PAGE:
UPDATE: Congratulations to Patrick, the 10th commentator! Random.org picked you out of 18 commenators. Drop me an email via the contact sheet and I will dispatch the book to you!
Thanks again to everyone who participated! For those who are in Shanghai, remember to pick up a copy! Amazon.cn has it on sale.
** I am giving one free copy to a lucky reader regardless of where you are in the world. Leave a comment below about yourself and why you’d like a copy. Entries close 5 minutes before midnight May 3, Beijing time. I will pick the winner at random. **
(欢迎中文读者！如果想用中文来看博科，可以在右边点下翻译钮 “Blog translated”)。 我会选出一位幸运读者送出《上海里弄文化地图》的一本书。请在博客文章下留下个人发言，介绍自己。比赛5月3日半夜停止。我会随机选择。)
For me, the hardest thing about documenting Shanghai’s ubiquitous lilong (or lanes) residences and shikumen isn’t the tedious amount of time invested in research and photographing them, but surprise, surprise, actually finding the hidden gems.
While there is substantial and organized information on Shanghai’s western architecture thanks to dedicated archivists including Tess Johnston and Paul French, there is no equivalent English directory for the hundreds of Shanghai shikumen and lanes, which is a challenge given their rate of demolition.
As an outsider without initimate knowledge of the city, I depend a great deal on the internet, Google maps and collecting anecdotes from residents to piece together the what, where and whys.
There was one key source I often turned to – a photographer on Flicker and the Chinese equivalent, Douban who went by the name of Gropius (the famous German architect who pioneered the Bauhaus School) or Xi Zi (席子). His work was a treasure trove of beautiful shikumen and lanes that I never knew existed, along with names and addresses, which I would use to guide myself around the city. He was receptive to questions and had a large Shanghainese following online.
A few years ago, while shooting in a heap of what used to be a beautiful structure in Hongkou, I met a man in his late 30s, early 40s doing the same thing. Lo and behold, it was Xi Zi.
We became friends and I’d meet up with him on several occasions to shoot and even interviewed him for the blog. He almost never used a map and knew of hidden spots that even local Shanghainese had no idea existed. He photographed the same places over and over again, mapping a timeline of their demise.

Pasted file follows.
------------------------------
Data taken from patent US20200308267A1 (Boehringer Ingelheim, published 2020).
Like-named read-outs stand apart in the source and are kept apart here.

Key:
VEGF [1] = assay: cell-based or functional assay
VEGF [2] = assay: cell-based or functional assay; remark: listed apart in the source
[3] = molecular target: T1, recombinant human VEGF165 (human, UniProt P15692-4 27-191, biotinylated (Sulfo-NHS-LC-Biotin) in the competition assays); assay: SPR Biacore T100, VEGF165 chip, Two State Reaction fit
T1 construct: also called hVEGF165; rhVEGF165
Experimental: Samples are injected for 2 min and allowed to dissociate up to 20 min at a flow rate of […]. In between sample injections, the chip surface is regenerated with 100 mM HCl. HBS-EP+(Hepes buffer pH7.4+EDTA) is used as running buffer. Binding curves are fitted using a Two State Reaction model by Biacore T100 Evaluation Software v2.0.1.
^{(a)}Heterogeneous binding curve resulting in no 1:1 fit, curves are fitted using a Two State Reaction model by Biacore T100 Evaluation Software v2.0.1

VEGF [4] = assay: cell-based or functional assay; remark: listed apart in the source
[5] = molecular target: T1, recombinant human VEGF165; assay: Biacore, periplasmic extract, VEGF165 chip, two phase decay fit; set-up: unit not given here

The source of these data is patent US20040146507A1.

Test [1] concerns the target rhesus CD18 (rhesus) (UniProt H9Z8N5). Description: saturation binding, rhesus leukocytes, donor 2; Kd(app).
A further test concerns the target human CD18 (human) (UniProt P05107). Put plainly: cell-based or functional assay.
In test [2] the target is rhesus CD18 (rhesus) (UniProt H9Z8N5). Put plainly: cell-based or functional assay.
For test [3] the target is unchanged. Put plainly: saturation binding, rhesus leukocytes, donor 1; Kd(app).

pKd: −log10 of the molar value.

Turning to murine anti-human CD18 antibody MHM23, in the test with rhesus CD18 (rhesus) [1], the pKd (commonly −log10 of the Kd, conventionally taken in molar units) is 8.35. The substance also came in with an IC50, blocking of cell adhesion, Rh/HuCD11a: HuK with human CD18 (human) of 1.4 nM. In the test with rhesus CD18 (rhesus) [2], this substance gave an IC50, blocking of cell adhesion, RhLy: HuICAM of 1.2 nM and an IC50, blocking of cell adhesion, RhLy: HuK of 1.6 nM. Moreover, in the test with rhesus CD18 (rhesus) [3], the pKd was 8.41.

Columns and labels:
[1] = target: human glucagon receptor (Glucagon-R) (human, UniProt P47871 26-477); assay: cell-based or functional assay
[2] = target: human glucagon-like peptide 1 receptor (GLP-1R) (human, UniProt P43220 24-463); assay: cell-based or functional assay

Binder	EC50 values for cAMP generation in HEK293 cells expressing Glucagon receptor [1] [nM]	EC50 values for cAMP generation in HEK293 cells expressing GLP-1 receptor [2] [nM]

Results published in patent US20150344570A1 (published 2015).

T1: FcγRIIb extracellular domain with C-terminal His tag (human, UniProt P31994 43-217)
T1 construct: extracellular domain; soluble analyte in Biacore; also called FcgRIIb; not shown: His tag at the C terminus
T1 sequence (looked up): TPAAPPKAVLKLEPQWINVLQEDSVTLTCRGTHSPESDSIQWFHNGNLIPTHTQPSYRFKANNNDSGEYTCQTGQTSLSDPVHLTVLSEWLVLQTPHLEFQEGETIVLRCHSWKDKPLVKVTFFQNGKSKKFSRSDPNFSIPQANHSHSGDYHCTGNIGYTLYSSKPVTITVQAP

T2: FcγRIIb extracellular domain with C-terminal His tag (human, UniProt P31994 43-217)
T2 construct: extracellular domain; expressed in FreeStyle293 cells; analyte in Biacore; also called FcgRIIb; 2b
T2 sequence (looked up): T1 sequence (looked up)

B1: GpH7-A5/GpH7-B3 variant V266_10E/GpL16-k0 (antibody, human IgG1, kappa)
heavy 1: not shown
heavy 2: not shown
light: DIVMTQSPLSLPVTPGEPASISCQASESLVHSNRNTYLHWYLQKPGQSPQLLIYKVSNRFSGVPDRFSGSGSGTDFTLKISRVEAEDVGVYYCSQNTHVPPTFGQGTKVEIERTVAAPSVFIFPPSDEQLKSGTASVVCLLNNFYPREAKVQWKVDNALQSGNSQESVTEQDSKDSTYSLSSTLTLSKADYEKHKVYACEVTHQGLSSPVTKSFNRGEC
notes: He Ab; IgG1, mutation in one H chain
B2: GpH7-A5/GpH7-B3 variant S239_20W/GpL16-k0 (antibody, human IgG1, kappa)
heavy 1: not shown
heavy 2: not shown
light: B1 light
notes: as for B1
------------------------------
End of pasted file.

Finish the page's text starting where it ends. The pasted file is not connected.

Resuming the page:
After 5 years of continuous shooting, Xi Zi (whose full name is Xi Wenlei (席闻雷)) and his good friend Jiang Qinggong (姜庆共) (or Lao Jiang as he calls himself, a well-known publisher of history and the arts) have finally put out one of the best photo books on Shanghai shikumen that you’ll ever find. Both authors grew up in shikumens and as Xi Zi once said to me, for the younger generation, the shikumen will be just a concept as many of them have never lived in one.
“Shanghai Shikumen” or more accurately “Shanghai Lilong Culture and Map” (上海里弄文化地图) condenses explanations and diagrams of various shikumen styles, 40 shikumen lilong travel guides, 400 shikumen lilong directories and 120 accompanying images of both the exteriors and interiors of the shikumen.
Interestingly, Xi and Jiang have chosen to emphasize their work in images rather than in text, a departure from traditional Chinese publishing standards. The best part of the book is the litany of maps (both pre-1949 and the present) that help the tracking and identification of shikumen and lilongs more efficiently. All in both English and Chinese.
For the authors, the book is as much a way to reach out to the younger generation of Shanghainese about their history, as it is appealing to foreigners with a deeper curiosity of the Chinese aspect of Old Shanghai.
That this easily accessible shikumen guide has not been published earlier is baffling to me, which is why I recommend readers to pick up a copy and start exploring as some of these neighborhoods may not be around for too long.
Where to buy
“Shanghai Shikumen” (上海里弄文化地图), 162 pages, March 2012, Tongji University Press (RMB 42)
1. Dukou Bookshop(s) (上海渡口书店) [Updated in May 2016, the bookstore on Julu Lu is closed, please check]
– 828 Julu Lu, near Fumin Lu, Jingan District 静安区巨鹿路828号, 近富民路
– 245 Madang Lu, B1, Xintiandi Style Mall, 卢湾区马当路245号新天地时尚B1楼
2. Link Shanghai Gallery in Tianzifang (搭界)
– No. 5 Lane 248 Taikang Lu, Shanghai 上海市泰康路248弄5号